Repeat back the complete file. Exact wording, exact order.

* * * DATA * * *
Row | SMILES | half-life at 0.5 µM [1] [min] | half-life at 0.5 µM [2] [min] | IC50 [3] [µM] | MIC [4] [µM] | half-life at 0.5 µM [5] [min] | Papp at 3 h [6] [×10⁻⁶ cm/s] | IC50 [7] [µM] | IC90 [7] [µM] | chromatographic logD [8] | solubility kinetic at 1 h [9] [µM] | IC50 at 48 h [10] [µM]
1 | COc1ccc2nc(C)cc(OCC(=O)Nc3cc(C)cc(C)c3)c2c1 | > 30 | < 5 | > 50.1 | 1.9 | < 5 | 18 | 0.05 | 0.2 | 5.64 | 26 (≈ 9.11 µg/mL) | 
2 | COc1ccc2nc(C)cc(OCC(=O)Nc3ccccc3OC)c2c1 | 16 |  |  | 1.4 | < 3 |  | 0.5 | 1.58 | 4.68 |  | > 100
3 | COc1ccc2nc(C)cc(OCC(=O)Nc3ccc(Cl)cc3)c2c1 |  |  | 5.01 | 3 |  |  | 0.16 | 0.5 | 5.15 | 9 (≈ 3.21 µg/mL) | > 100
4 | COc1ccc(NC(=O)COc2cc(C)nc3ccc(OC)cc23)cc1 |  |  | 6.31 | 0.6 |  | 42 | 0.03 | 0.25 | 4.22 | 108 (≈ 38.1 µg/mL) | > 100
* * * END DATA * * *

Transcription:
Row | SMILES | half-life at 0.5 µM [1] [min] | half-life at 0.5 µM [2] [min] | IC50 [3] [µM] | MIC [4] [µM] | half-life at 0.5 µM [5] [min] | Papp at 3 h [6] [×10⁻⁶ cm/s] | IC50 [7] [µM] | IC90 [7] [µM] | chromatographic logD [8] | solubility kinetic at 1 h [9] [µM] | IC50 at 48 h [10] [µM]
1 | COc1ccc2nc(C)cc(OCC(=O)Nc3cc(C)cc(C)c3)c2c1 | > 30 | < 5 | > 50.1 | 1.9 | < 5 | 18 | 0.05 | 0.2 | 5.64 | 26 (≈ 9.11 µg/mL) | 
2 | COc1ccc2nc(C)cc(OCC(=O)Nc3ccccc3OC)c2c1 | 16 |  |  | 1.4 | < 3 |  | 0.5 | 1.58 | 4.68 |  | > 100
3 | COc1ccc2nc(C)cc(OCC(=O)Nc3ccc(Cl)cc3)c2c1 |  |  | 5.01 | 3 |  |  | 0.16 | 0.5 | 5.15 | 9 (≈ 3.21 µg/mL) | > 100
4 | COc1ccc(NC(=O)COc2cc(C)nc3ccc(OC)cc23)cc1 |  |  | 6.31 | 0.6 |  | 42 | 0.03 | 0.25 | 4.22 | 108 (≈ 38.1 µg/mL) | > 100